This past Monday February 13th, my daughter was born. All I wanted was a boring birth. I didn't want any crazy anecdote to tell for years to come. I wanted boring and uneventful. Well except the whole bringing new life into the world - that's enough! We don't need to be overdramatic and have a Seth Meyers-esque "Lobby Baby" situation.
But here I am, Sunday night with my daughter under the lights to help her with her jaundice. Who is Billy Rubin anyway?! I hate that guy. <- I'm not sure if that joke will land. My husband and I have been saying it to get some comic relief. We're also sleep deprived...
But this moment brings me back to my paper, and about pregnant workers in America. When I hear about the experiences of women who have been fired, pushed out, or discriminated against due to their pregnancy, it boils my blood. I have been fortunate enough in my career that during the years of fertility treatment and two successfull pregnancies and subsuqent leaves, I have only experienced support from my employers. And guess what? It was still really hard. I can't imagine adding the stress and fear of losing my job.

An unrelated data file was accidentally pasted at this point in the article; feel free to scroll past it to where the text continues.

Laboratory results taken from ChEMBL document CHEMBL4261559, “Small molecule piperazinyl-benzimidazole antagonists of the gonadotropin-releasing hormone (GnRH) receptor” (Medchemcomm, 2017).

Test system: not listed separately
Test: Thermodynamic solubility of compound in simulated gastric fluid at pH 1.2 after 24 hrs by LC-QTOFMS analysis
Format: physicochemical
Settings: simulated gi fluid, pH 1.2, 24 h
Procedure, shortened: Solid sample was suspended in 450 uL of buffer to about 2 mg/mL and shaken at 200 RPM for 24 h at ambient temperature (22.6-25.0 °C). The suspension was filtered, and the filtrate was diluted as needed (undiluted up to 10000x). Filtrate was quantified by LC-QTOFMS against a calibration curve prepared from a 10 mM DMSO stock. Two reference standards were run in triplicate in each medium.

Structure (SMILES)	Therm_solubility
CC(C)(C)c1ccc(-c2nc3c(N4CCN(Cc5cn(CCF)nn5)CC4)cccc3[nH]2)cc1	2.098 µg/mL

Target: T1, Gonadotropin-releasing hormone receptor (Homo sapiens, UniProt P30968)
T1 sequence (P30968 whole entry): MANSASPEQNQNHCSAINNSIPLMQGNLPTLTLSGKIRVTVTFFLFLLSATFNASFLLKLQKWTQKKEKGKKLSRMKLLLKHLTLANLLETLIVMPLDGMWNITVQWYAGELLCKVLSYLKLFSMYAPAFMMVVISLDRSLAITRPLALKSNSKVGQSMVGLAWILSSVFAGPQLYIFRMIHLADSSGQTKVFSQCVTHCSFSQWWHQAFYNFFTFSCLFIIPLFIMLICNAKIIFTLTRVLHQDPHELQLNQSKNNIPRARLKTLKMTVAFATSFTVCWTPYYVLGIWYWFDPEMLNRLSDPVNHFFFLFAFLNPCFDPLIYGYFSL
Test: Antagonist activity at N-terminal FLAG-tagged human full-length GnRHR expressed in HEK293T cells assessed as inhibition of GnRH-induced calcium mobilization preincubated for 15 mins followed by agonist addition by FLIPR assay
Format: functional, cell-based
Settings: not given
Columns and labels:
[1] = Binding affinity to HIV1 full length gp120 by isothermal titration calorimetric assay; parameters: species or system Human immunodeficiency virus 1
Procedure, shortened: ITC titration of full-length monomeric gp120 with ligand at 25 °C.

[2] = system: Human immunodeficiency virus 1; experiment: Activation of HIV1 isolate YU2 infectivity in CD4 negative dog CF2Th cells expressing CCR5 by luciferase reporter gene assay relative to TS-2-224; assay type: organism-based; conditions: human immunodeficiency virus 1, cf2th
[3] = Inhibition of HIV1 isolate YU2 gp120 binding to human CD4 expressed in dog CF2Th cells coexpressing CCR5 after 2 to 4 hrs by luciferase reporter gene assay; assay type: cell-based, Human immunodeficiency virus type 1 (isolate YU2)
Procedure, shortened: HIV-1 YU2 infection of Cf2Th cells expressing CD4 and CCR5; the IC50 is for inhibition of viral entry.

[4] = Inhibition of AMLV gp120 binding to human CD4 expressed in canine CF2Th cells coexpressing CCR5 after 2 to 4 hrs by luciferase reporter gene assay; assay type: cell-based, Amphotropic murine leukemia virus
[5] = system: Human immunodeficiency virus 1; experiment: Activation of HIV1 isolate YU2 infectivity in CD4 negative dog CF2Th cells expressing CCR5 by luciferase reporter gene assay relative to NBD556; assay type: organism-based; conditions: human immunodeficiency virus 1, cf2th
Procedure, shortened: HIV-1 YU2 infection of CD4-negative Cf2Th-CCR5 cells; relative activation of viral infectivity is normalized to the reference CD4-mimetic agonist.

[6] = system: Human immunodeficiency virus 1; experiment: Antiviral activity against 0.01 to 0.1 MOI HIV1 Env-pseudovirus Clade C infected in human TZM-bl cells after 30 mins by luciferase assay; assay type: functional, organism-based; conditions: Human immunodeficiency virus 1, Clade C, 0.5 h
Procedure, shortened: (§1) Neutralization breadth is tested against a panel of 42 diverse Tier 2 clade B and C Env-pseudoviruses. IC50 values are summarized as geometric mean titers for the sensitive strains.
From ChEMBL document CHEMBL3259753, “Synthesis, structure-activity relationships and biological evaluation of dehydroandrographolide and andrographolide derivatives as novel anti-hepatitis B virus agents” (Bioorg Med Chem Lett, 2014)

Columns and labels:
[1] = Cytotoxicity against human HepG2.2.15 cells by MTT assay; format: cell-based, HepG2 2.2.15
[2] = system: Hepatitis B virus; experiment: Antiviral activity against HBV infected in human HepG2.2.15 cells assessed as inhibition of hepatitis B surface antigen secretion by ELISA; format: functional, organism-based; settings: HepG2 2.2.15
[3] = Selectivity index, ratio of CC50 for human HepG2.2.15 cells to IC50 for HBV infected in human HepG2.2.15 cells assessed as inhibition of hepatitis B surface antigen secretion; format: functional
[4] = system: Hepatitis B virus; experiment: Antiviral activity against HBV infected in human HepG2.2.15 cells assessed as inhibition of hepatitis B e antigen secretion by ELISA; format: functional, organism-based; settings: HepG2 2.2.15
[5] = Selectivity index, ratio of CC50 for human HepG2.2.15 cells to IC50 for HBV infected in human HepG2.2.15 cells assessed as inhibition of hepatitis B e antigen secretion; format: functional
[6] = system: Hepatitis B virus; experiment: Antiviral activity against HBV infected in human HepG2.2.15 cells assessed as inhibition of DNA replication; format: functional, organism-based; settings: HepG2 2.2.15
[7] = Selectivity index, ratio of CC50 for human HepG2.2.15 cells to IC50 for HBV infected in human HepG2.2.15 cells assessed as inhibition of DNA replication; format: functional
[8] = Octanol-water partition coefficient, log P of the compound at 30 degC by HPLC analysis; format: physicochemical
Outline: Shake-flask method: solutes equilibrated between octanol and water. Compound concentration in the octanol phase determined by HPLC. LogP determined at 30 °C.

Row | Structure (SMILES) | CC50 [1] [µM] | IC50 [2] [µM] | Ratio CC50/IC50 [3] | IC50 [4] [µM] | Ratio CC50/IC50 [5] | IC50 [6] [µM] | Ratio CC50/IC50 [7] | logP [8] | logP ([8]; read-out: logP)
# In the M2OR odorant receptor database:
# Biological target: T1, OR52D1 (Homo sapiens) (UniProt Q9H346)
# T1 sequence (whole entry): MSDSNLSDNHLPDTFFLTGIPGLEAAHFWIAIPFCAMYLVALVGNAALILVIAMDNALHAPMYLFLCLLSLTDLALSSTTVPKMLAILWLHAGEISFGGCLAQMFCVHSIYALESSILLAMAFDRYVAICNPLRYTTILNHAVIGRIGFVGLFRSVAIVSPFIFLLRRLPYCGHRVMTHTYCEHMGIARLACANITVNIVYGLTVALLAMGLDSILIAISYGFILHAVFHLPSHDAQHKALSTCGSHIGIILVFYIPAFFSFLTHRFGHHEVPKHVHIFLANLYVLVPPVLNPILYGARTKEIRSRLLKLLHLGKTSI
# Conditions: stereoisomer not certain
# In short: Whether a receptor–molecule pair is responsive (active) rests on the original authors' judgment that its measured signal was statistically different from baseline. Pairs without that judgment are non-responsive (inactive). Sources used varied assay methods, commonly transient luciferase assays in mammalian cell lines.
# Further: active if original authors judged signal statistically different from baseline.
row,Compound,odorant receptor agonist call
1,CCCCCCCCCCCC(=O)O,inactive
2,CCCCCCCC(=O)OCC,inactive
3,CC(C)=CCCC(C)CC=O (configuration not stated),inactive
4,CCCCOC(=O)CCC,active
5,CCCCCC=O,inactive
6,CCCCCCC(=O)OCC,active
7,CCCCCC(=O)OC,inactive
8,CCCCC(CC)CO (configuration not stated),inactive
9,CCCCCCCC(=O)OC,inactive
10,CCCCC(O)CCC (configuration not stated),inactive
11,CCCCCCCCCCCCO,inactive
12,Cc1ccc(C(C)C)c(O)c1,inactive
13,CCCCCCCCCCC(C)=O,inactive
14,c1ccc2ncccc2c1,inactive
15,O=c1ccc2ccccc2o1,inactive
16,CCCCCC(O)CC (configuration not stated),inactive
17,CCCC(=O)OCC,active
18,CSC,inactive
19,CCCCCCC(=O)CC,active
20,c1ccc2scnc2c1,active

So things like staying awake all night in the hospital so that my daughter can undergo a very noninvasive, mild procedure while being on a paid maternity leave really brings into focus and refines the original inspiration for this paper. That my experience with pregnancy and childbirth and work should not be unique. It should be the standard.
Life Imitating Art - And by "Art" I Mean Homework Assignment © 2023 by Kori Amos is licensed underCC BY-SA 4.0